State legislation and city ordinances can provide a condo, co-op, or HOA board with guidance on how to effectively deal with a disruptive or unruly shareholder—someone whose abusive, harassing, inappropriate or chronically litigious behavior makes them a nightmare neighbor—but legislation is not always clear-cut, and not always applicable to all situations. To address these gaps and eject a truly problematic resident from one's community, boards often must turn to legal decisions made in the courts. Using legal precedent as a basis for getting a rotten apple out of the bunch can work; but it can also be long, costly and arduous.
The Notorious Mr. Pullman
In New York State, the most noteworthy case of a “disruptive” cooperative shareholder is arguably that of David Pullman, a successful and wealthy financier who resided at 40 West 67th Street in Manhattan just before the turn of the 21st century. Pullman moved into the nine-story, 38-unit building on Manhattan's Upper West Side in 1998 and soon began making demands that the board change or upgrades amenities and hire a 24-hour doorman, among other things. Pullman also submitted more than 15 letters of complaint about an upstairs neighbor who he claimed was chronically noisy.
According to the website CaseBrief.com, Pullman accused his upstairs neighbors (a retired professor and his wife) of noise violations that included playing the television too loudly late at night and “operating a noisy illegal bookbinding business that required storing toxic chemicals.” The board’s investigation determined that the neighbors not only weren't operating a bookbinding business, but they didn’t even own a television set. Undaunted by the facts, Pullman eventually got into a physical altercation with the professor and distributed flyers throughout the building referring to him as a “psychopath in our midst.”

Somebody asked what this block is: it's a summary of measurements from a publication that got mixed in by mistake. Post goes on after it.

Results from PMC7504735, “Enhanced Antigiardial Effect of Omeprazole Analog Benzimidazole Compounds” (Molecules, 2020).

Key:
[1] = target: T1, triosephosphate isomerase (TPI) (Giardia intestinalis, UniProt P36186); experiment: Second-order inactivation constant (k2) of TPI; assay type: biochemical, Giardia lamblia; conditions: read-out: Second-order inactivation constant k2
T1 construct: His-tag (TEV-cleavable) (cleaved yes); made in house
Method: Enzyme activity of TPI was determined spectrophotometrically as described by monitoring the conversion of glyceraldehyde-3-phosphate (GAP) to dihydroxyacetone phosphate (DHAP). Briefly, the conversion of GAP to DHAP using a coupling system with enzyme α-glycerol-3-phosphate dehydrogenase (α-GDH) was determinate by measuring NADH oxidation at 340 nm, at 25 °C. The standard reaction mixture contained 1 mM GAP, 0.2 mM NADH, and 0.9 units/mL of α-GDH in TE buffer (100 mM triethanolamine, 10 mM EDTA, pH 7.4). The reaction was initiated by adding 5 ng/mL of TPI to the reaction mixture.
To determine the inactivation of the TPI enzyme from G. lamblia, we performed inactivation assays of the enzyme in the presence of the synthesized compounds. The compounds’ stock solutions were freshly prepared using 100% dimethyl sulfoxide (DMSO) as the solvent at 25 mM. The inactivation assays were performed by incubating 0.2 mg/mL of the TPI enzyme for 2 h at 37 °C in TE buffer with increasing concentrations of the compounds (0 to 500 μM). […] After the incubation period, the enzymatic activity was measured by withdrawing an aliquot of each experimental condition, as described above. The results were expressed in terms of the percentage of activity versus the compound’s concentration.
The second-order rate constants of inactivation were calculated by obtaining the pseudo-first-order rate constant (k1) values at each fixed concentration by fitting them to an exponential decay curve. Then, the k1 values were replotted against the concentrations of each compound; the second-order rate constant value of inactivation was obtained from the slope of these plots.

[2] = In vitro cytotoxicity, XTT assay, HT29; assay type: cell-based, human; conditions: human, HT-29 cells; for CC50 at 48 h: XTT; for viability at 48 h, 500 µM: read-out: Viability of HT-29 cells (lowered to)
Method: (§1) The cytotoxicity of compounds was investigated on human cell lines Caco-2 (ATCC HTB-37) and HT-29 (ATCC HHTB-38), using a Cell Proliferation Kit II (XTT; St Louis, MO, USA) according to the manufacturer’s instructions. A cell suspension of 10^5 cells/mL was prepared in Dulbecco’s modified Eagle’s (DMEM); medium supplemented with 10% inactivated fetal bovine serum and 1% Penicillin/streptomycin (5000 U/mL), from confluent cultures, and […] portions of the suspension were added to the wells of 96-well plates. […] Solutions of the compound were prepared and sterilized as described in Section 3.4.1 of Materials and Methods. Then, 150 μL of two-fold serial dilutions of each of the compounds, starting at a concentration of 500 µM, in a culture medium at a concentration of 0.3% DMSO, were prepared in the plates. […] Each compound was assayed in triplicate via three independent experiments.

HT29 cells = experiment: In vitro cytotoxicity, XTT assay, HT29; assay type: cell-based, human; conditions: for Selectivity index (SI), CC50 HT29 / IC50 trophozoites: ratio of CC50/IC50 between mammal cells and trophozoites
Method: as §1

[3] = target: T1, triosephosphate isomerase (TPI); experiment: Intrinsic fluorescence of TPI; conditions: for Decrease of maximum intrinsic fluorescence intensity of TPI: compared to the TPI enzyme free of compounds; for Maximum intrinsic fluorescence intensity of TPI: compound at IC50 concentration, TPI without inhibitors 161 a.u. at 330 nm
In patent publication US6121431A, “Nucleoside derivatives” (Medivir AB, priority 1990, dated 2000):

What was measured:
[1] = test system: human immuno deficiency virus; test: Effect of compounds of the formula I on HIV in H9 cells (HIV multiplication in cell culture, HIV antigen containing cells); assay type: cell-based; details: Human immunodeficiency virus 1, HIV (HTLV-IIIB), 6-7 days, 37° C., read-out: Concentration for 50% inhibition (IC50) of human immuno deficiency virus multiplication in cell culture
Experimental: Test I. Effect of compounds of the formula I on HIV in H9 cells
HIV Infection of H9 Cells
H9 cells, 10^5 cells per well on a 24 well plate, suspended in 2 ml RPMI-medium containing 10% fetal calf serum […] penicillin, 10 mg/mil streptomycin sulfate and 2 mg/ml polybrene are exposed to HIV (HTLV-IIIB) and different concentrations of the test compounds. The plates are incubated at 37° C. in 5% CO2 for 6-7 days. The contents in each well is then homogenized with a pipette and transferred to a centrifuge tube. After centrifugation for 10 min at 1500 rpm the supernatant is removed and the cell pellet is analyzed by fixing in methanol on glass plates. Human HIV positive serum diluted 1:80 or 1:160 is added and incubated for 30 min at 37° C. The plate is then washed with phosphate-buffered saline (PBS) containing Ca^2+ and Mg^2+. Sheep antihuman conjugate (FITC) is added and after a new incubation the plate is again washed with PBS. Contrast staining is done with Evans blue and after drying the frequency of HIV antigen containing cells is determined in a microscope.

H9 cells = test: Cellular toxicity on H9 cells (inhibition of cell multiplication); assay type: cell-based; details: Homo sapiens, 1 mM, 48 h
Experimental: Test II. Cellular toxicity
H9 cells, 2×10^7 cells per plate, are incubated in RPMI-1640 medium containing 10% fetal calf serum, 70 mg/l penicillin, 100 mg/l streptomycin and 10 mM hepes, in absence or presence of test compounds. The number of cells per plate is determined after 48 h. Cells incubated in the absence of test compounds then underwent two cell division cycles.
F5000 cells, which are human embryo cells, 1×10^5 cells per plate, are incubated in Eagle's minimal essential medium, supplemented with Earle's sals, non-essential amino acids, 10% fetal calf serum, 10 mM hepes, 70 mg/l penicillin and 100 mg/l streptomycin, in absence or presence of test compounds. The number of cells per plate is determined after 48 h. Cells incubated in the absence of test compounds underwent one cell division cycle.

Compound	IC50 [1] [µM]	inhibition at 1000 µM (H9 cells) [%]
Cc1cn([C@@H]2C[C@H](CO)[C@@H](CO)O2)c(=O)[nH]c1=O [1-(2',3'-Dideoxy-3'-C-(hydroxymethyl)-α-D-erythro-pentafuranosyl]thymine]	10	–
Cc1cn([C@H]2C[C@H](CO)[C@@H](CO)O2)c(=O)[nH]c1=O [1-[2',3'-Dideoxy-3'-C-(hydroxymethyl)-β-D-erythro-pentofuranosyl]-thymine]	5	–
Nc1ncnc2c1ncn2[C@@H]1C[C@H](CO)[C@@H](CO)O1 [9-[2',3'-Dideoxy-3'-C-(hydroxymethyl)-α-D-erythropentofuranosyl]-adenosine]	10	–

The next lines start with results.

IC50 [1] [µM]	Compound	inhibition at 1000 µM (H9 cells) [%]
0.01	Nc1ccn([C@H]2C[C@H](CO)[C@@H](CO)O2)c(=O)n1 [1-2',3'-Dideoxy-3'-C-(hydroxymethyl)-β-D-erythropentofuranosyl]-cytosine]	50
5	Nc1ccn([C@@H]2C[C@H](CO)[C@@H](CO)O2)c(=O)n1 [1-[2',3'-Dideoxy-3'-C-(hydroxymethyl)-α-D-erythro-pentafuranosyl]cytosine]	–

By 2000, Pullman's fellow shareholders had had enough, and called a vote to terminate his proprietary lease and oust him from the building. The vote was taken, and Pullman was evicted, with the board citing Pullman for “objectionable” conduct under the lease agreement. Pullman in turn filed a lawsuit against the board, and refused to vacate his estimated $900,000 apartment.
The wheels of justice often move slowly. In 2003, a divided Appellate Division of the New York Supreme Court found in favor of Pullman's neighbors. The court referred to the 1990 decision Levandusky vs. One Fifth Avenue Apartment Corp. (75 N.Y.2d 530, 2000), which gave legal deference to board members' decisions when made in good faith in the best interest of a building community. The judgment concluded that Levandusky prohibited judicial scrutiny of actions of cooperative boards “taken in good faith and in the exercise of honest judgment in the lawful and legitimate furtherance or corporate purposes.”